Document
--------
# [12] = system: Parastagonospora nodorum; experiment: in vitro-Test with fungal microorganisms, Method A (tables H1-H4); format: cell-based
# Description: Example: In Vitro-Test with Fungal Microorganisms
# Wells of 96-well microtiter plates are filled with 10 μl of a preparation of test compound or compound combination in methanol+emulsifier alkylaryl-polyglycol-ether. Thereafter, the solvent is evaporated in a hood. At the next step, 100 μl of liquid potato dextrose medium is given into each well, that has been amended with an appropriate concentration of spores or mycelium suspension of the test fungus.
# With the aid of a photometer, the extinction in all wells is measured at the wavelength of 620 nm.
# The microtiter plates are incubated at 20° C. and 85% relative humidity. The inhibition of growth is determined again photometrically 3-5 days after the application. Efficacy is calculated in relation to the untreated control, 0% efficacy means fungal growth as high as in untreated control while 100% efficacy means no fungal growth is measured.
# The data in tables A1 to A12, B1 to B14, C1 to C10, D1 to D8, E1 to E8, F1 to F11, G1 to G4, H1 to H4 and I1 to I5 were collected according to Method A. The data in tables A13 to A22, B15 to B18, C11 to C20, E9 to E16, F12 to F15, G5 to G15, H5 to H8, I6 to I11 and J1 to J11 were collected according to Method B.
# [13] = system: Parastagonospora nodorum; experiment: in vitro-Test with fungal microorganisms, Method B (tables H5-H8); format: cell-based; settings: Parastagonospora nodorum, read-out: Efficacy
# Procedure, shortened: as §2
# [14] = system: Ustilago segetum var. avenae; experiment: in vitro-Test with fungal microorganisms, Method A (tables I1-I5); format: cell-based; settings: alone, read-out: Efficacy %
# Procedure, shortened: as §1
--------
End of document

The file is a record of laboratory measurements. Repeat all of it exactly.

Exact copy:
# [12] = system: Parastagonospora nodorum; experiment: in vitro-Test with fungal microorganisms, Method A (tables H1-H4); format: cell-based
# Description: Example: In Vitro-Test with Fungal Microorganisms
# Wells of 96-well microtiter plates are filled with 10 μl of a preparation of test compound or compound combination in methanol+emulsifier alkylaryl-polyglycol-ether. Thereafter, the solvent is evaporated in a hood. At the next step, 100 μl of liquid potato dextrose medium is given into each well, that has been amended with an appropriate concentration of spores or mycelium suspension of the test fungus.
# With the aid of a photometer, the extinction in all wells is measured at the wavelength of 620 nm.
# The microtiter plates are incubated at 20° C. and 85% relative humidity. The inhibition of growth is determined again photometrically 3-5 days after the application. Efficacy is calculated in relation to the untreated control, 0% efficacy means fungal growth as high as in untreated control while 100% efficacy means no fungal growth is measured.
# The data in tables A1 to A12, B1 to B14, C1 to C10, D1 to D8, E1 to E8, F1 to F11, G1 to G4, H1 to H4 and I1 to I5 were collected according to Method A. The data in tables A13 to A22, B15 to B18, C11 to C20, E9 to E16, F12 to F15, G5 to G15, H5 to H8, I6 to I11 and J1 to J11 were collected according to Method B.
# [13] = system: Parastagonospora nodorum; experiment: in vitro-Test with fungal microorganisms, Method B (tables H5-H8); format: cell-based; settings: Parastagonospora nodorum, read-out: Efficacy
# Procedure, shortened: as §2
# [14] = system: Ustilago segetum var. avenae; experiment: in vitro-Test with fungal microorganisms, Method A (tables I1-I5); format: cell-based; settings: alone, read-out: Efficacy %
# Procedure, shortened: as §1